Wednesday, April 15, 2009

Ray Bradbury: A Graveyard for Lunatics

Ray Bradbury's A Graveyard for Lunatics
Mystery Category: talented amateur

Yes, in case you are wondering, this is the Ray Bradbury of Fahrenheit 451 and The Martian Chronicles and Dandelion Wine and The Illustrated Man and numerous short stories that might be SF or fantasy or something else. Bradbury has seemingly never been too concerned about genre fences; he just writes.

This is a mystery; actually, it is the second work in a trilogy. The first is Death is a Risky Business, and the third, and last so far, is Let's All Kill Constance.

The setting is Hollywood. The nameless narrator has just gotten his dream job: he has been hired as a screenwriter (primarily for SF films) at Maximus Films. It's probably a coincidence that Bradbury himself has spent considerable time in Hollywood as a screenwriter.

The narrator gets a message to go to Green Glades, a cemetery that backs on the Maximus lot, at Midnight, of course, and when else but on Halloween Eve, the narrator's favorite night of the year. Curious, he goes and discovers an effigy of the former head of Maximus Films, a man who has been dead for over a decade now. Life suddenly becomes frantic and dangerous as several of his friends and acquaintances die or disappear. He goes for aid to Elmo Crumley, the police officer he encountered in the first mystery, who immediately calls in sick, for the narrator's problems are far more interesting than anything he encounters on the job. Along the way to the solution, they meet a number of thinly disguised caricatures of 'real' people.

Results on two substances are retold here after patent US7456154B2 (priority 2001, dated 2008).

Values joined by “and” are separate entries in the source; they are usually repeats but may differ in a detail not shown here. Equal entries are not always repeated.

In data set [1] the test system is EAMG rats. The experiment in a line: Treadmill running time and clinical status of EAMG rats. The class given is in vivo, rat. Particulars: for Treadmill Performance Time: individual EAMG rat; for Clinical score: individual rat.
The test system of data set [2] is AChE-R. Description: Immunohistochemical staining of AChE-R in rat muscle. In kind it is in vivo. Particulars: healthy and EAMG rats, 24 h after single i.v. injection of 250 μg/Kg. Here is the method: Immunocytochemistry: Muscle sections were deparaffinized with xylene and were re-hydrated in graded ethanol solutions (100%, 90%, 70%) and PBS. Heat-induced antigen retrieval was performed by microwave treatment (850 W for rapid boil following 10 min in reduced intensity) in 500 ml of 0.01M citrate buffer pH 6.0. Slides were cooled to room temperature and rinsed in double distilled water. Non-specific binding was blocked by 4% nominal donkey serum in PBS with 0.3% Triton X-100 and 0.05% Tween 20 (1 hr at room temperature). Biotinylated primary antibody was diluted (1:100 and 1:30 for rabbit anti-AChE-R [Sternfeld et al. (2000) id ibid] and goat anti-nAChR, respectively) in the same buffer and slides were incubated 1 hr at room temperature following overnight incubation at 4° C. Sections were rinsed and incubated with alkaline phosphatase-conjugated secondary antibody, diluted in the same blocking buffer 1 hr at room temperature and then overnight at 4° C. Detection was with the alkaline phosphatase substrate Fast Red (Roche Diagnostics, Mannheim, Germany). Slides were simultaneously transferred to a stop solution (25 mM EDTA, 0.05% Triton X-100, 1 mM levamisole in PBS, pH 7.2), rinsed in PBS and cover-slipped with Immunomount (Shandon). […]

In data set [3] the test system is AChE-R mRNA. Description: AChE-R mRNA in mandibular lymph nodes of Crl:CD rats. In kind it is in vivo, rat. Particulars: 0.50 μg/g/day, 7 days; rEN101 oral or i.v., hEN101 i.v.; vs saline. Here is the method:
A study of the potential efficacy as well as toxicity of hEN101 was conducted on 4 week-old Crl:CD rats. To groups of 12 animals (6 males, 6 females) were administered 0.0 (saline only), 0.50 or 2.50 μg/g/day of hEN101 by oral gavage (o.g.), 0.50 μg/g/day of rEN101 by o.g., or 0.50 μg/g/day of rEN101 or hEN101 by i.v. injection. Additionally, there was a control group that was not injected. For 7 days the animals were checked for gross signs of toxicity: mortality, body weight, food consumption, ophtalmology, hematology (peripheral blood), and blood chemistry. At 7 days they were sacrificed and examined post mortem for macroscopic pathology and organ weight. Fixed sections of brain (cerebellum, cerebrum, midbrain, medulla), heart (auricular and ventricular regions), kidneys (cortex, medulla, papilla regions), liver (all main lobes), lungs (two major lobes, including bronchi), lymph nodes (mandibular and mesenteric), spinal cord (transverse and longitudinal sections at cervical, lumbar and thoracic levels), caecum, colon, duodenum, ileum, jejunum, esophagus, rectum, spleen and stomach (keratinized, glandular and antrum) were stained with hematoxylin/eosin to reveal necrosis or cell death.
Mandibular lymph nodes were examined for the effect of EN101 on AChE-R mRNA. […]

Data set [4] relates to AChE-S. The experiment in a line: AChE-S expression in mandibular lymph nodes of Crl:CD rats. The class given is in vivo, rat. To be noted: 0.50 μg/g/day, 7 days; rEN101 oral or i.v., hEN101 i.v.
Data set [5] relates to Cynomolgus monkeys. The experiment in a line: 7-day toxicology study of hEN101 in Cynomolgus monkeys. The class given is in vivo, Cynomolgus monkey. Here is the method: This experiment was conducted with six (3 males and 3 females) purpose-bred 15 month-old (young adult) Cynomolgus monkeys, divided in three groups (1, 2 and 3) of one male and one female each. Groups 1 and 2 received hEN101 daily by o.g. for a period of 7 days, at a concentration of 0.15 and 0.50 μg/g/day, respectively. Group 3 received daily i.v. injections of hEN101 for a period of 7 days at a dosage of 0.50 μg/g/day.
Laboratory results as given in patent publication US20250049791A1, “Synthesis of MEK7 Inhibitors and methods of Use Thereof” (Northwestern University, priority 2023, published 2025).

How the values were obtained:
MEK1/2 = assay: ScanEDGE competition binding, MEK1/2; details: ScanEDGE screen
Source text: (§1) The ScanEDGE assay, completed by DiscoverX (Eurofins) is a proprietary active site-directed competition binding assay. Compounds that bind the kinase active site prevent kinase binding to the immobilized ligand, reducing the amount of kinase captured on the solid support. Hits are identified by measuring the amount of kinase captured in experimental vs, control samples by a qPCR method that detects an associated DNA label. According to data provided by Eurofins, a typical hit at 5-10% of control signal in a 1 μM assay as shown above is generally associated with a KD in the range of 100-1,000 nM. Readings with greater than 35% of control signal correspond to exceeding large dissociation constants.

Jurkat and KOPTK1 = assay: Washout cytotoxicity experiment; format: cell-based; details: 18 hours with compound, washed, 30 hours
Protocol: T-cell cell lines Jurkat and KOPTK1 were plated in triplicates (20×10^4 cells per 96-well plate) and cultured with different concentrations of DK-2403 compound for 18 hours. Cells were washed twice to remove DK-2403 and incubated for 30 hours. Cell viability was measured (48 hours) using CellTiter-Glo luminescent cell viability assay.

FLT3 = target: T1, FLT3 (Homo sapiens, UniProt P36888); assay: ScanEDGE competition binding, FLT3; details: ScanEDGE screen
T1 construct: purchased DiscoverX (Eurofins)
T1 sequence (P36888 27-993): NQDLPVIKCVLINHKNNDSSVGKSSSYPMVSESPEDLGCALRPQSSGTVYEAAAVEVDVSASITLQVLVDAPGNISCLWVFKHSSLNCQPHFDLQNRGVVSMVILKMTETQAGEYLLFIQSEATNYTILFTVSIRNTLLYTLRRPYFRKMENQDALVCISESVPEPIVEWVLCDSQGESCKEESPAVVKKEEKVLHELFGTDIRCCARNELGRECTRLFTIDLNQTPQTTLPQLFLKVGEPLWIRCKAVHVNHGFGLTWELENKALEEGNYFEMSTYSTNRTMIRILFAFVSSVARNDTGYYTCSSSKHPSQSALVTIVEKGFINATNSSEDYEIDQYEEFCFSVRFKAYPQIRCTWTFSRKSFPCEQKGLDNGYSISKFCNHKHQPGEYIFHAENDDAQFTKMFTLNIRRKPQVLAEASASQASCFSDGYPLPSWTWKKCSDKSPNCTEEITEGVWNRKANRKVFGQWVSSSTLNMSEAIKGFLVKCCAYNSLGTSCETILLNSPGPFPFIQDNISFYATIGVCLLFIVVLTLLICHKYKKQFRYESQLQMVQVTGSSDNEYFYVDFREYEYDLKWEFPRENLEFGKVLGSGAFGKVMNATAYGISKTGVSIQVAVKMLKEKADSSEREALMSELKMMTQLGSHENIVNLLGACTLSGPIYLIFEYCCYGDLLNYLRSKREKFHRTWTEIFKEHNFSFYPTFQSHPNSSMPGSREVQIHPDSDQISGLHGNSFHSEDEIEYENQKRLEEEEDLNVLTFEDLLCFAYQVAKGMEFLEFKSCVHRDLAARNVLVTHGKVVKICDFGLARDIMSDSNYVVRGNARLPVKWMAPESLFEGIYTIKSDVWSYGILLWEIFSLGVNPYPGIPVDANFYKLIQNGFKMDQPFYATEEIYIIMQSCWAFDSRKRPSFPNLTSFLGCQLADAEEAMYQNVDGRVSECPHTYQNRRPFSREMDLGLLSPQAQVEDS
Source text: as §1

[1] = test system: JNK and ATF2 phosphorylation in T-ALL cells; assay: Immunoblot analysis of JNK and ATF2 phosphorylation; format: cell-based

The fun is trying to guess whom they are supposed to be. A director named Fritz Wong? Or Roy Holdstrom, a special effects genius who creates dinosaurs and other critters out of clay and painstakingly moves them and films each move to give the illusion of movement. Or JC, an actor who has played Christ so many times that he now believes that he either is Christ or a modern reincarnation of him.

The Plot? Well, let's just think a bit about The Phantom of the Opera and move it to the US. Could there be a better substitute for an opera house than a film studio and sound stages and recreations of the major cities of the world and of small dusty Western towns and, oh yes, of Green Town, Illinois?

Overall Rating: Great fun, along with a few jabs at Hollywood and its denizens, and a dose of Bradbury's own special brand of nostalgia.

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